May 2016 Issue
Deadline nears for free trees for arboreta
TUFC is celebrating its 25th anniversary by donating trees to 25 state arboreta. A few trees are still available if you haven't applied. APPLICATION Other anniversary events include a new tree sanctuary program for home owners, and a celebration at the Governor's Residence this fall.
TUFC got its start in 1991 when two dozen visionaries gathered on Valentine’s Day to create the statewide organization. HISTORY
Earth Day at Cheekwood
David Cook, Josiah Lockard, Amy Diskmukes, and Lydia Wiggins spread the word about TUFC at Cheekwood's Earth Day celebration.
MBG offers entry discount
Memphis Botanic Garden, TUFC's first Center of Excellence, is offering a discount on admission to TUFC members. Show your member letter or member card to get your $2 entrance discount.
More member discounts
First South enhances member benefits
First South Financial, a not-for-profit credit union in West Tennessee, is partnering with TUFC to offer benefits for members of both groups.
Its 53,000 credit union members can join TUFC, and First South will pay their first year's dues. Members of TUFC can join First South Financial, and the credit union will refund the membership fee with a $25 bonus.
"This is a way to say thank you to the membership and reach out to other nonprofits," said Delynn Byars of First South. "We're really excited about his partnership and look forward to working with the West chapter of TUFC as well." MORE
Two parks certified as arboreta
East Park, Tullahoma's first arboretum, is a new Level 1 with more than two dozen trees on the site of the city's disc golf course. Also a Level 1, Drummonds Parks and Arboretum is a 30-acre jewel in Tipton County. The park consists of serene walking/hiking trails which wind through beautiful natural woodlands rich with wildlife. TUFC arboreta
UTC arboretum has new name
The Linda T. Collins Arboretum, formerly known as the UT Chattanooga Arboretum, has been certified Level II under its new name. The site has 73 labeled trees.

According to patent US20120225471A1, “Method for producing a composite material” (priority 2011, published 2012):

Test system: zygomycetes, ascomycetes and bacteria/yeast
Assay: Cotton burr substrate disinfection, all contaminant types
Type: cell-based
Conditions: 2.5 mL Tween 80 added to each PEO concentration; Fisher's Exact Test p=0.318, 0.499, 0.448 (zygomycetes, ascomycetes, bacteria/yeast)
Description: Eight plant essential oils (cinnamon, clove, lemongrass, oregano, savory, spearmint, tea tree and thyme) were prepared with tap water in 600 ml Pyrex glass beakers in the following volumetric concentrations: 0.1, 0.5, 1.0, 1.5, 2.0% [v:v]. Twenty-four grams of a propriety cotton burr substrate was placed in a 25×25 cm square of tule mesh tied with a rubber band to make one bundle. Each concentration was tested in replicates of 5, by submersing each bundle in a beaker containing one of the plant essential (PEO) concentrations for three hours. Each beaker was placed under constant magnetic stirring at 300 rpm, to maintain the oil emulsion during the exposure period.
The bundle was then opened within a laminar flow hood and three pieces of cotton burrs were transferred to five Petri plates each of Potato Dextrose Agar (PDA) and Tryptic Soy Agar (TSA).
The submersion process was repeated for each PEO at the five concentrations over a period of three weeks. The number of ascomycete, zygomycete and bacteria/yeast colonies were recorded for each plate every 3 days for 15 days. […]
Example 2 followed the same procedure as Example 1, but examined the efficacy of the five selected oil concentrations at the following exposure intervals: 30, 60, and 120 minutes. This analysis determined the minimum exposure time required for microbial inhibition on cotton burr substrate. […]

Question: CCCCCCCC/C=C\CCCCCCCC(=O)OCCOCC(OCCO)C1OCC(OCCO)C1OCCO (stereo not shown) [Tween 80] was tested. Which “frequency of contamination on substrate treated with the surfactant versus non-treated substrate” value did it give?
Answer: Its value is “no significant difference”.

Registry tree featured on website
The Andrew Johnson Willows on TUFC's Landmark and Historic Tree Registry is featured in an Arbor Day article on GardenandGun.com. MORE
Register for landscape workshop May 17 in Clarksville
The Montgomery County Landscape Management Workshop takes a look at weeds, pests, and diseases beginning at 8:30 a.m. May 17 at the Montgomery County Extension Office. Pesticide and Arborist CEUs have been applied for. Cost is $15, which includes lunch and training materials. Registration deadline is May 10. Application
Deb Foehring and other chapter volunteers served as team leaders to help Wolf River Conservancy volunteers properly plant 500 redbud trees at Shelby Farms Park Conservancy on March 19.
Leafsnap app provides tree id
Leafsnap electronic field guide, a free mobile app, uses visual recognition software to help identify tree species from photographs of their leaves.
Leafsnap contains beautiful high-resolution images of leaves, flowers, fruits, petioles, seeds, and bark to aid identification. Leafsnap currently includes trees found in the northeastern United States. MORE
Learn about Tennessee's tree treasures and support TUFC!
‘Trees of Tennessee’ features landmark, notable trees
- Hardcover with 128 full-color pages
- Introduction by TUFC co-founder Gene Hyde
- More than 150 images including 68 notable, champion, landmark, historic, and heritage trees
- East, Middle, West Tennessee sections
- Fascinating facts about notable tree species
- Legends and tales of landmark and historic trees
- Proceeds to benefit TUFC programs for healthy and sustainable urban and community forests in Tennessee
and sustainable urban
and community forests
New, renewing TUFC members
- Nathan Baker
- City of Brentwood
Make your home a tree sanctuary
You can now designate your property as a tree sanctuary with TUFC’s new program for residences. MORE
Emerald ash borer update
- 47 counties including Davidson are now under state/federal quarantine. Map
- EAB cannot be contained, and all ash species are at risk of dying.
- Significant trees can sometimes be saved with permanent chemical treatments, if diagnosed early.
- The most important way to slow the spread of EAB is to stop moving firewood.
Buy at Amazon, help TUFC
When you shop at smile.amazon.com, you’ll find the exact same low prices, vast selection, and convenience, and Amazon will donate a portion of the purchase price to TUFC. Shop
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